• by Anonymous Coward on Friday September 23, 2011 @04:43AM (#37489080)

    A person who has fashioned an item from the start will implicity trust it in operation until proved otherwise, because they saw it's construction. This is true of any tool in any era. That trust is extended to "experts" generally because those are individuals whom other people you trust (that have tools provided by said expert) have recommended for that same "the tool works for me" reason.

    Quite why we need to ascribe a brand name to this offends my sensibilities. Not everything requires a brand.

  • ...the most outspoken OSS proponents are in fact the developers of OSS, to the extent that other users are just background noise? If regular users are so silent, then this must mean that the exponential spread of OSS must be due in fact to the developers. Ergo, developers are in fact brilliant marketers. A prime example of this would be the GNU Image Manipulation Program, which succeeds because of its sexy acronym.

    • Your post sums up my problem with this article. I am not a developer, but I am a proponent of Open Source Software. I am not religiously a proponent of OSS, I use proprietary software for many things.
  • Is this the reason that open source software developers are so 'enthusiastic' about their products while the general market resists them – because those proponents had a hand in developing them?

    And note the general market is coming around, yo.

  • Over simplified? (Score:2, Interesting)

    by Anonymous Coward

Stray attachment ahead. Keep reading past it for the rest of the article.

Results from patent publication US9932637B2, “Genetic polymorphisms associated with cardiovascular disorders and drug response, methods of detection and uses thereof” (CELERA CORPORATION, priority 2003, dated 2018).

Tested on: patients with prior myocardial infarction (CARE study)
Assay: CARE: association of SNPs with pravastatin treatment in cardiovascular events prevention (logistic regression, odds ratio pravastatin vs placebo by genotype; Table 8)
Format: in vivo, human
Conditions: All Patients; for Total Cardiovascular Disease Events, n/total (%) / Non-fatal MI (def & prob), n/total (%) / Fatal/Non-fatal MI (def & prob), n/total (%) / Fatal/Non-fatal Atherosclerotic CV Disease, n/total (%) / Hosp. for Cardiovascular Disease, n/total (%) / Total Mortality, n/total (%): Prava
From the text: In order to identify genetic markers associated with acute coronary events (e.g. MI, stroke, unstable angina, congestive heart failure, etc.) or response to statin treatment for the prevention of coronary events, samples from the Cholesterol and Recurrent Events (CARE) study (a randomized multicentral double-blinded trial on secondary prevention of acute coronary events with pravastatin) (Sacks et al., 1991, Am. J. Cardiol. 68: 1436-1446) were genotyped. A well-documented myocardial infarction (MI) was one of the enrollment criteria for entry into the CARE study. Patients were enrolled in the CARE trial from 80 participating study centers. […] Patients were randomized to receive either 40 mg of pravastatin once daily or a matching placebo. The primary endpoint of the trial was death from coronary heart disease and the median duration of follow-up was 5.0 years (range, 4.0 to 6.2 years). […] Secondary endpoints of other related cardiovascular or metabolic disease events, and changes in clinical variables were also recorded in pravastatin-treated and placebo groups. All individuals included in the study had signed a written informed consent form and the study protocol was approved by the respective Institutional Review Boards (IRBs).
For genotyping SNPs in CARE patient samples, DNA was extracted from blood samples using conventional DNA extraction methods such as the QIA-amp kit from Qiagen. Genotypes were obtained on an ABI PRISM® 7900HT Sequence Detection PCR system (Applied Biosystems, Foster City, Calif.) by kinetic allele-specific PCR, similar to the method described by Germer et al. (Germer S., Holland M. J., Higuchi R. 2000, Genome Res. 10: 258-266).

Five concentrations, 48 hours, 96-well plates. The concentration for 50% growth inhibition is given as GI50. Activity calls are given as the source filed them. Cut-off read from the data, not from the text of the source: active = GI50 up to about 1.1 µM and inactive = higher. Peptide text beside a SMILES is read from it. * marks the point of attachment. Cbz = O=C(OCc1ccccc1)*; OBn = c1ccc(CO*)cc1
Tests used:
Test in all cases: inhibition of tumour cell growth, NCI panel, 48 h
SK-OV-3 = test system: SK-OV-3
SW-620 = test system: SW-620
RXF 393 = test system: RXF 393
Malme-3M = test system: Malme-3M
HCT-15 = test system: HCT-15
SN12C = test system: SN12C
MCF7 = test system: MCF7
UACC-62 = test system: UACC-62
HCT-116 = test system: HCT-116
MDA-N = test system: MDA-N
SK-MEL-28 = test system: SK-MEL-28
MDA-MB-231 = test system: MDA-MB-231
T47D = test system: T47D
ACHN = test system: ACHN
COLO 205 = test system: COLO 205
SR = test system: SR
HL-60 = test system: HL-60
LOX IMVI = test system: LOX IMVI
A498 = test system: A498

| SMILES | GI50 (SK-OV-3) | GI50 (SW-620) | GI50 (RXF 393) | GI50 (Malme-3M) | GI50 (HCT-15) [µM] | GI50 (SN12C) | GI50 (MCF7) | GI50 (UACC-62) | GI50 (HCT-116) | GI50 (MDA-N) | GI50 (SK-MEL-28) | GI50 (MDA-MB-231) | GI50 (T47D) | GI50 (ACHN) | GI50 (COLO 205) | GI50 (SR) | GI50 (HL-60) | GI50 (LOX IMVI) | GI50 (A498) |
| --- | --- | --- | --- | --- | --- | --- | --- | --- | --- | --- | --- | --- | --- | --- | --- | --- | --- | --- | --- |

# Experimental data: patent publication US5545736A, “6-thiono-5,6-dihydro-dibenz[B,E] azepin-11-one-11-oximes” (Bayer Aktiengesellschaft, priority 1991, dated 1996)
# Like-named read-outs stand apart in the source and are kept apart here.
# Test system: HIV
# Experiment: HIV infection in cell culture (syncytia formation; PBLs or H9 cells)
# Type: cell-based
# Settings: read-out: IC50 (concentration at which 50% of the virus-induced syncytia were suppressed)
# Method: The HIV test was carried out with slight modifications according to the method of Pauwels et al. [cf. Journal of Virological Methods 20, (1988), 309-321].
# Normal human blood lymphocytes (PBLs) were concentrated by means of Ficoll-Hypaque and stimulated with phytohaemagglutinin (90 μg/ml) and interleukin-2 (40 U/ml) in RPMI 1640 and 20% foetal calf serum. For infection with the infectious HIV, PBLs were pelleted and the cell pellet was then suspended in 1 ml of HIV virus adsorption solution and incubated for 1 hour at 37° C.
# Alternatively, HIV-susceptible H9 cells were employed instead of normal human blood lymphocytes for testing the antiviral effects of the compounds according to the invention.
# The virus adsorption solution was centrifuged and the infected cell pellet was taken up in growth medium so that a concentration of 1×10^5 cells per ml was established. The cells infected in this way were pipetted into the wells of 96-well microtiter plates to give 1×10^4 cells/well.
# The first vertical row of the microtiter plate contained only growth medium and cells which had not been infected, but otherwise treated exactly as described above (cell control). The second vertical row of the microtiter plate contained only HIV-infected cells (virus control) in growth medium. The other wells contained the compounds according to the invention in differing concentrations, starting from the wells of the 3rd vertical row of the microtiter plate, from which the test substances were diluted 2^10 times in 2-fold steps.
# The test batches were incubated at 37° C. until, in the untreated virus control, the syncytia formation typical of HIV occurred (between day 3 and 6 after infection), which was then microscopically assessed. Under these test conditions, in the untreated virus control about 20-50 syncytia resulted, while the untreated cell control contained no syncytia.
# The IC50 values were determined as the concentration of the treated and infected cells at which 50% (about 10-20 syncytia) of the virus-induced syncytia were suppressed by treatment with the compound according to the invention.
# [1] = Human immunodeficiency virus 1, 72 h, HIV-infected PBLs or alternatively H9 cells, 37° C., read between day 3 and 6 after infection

For me at least the economic element of building something myself is the driver in the first place. I put in place my kitchen because I was capable and I'd rather have spent the money a fitter would have cost on something else. If I'd been offered the same kitchen same price, fully professionally fitted I'd have taken it.

    I could build certain electronic items, however the cost of the components vs the premade version makes it uneconomic. Even at the higher level of this, I used to be able to put together a

  • No. (Score:2, Interesting)

    by kayumi (763841)

    The main reasons for me and people I know are
    1) cost effectiveness
    2) the option to modify software as needed
    3) no fear of lock-in
    Also many 'enthusiastic' open source software proponents have never even looked at the code. In academic environments people write/use open source programs without giving much thought to who wrote something. The main points are usability and time requirements. If something is usable and can be used quickly then we use it no matter who wrote it.

  • Say what? (Score:5, Interesting)

    by Anonymous Coward on Friday September 23, 2011 @04:55AM (#37489130)

    I usually like Open Source software but the reason has very little to do with the source being available.
    What I really like is projects that are made on hobby basis without an economic driving force behind them.